National Geographic : 2015 Oct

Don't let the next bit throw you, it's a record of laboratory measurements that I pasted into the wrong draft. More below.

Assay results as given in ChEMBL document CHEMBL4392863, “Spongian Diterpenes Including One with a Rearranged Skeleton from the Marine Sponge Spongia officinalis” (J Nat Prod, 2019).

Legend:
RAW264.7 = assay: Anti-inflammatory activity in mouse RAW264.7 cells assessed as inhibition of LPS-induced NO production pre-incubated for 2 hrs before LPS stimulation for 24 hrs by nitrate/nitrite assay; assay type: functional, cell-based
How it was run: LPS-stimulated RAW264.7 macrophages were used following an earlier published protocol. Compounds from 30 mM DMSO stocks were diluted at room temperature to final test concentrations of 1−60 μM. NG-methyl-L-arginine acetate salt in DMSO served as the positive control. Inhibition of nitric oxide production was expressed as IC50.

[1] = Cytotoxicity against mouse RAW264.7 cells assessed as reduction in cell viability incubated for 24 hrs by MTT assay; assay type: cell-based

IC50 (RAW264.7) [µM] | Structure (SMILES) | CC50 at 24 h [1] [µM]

Sea Wolves 127 setbacks, the debate about whether and how to manage them. They’ve been studied, profiled, vilified, and glorified. You’d think by this time we’d know all there is to know about them. But aside from Homo sapiens, there are few mam- mals more adaptable or more diverse in their habitats than Canis lupus. And these wolves of the British Columbia coast appear to be unique. Chris Darimont, from the Raincoast Conser- vation Foundation, has spent over ten years de- veloping a fine-grain picture of coastal wolves, which he lightheartedly calls “Canada’s newest marine mammal.” New to science, he means. Halfway across the land bridge now, the pair of unlikely marine mammals paces into focus. The wolf on the right is nearly white with age. “Alpha female,” McAllister calls out. The fur on her face is worn to fuzz, like a child’s old stuffed toy. Her eyes are bald, round buttons. The other wolf, an alpha male, is an Adonis—tawny, with a loose mantle of black-tipped fur. The wolves reach our beach. Closer. Bigger. At last the matri- arch stops, looks up. She coughs a growly, hostile chuff and disappears up the beach. Adonis raises his head, loses his slump, pins me with his amber eyes—and keeps coming. Slow, deliberate, bold—ignoring McAllister and coming straight at me.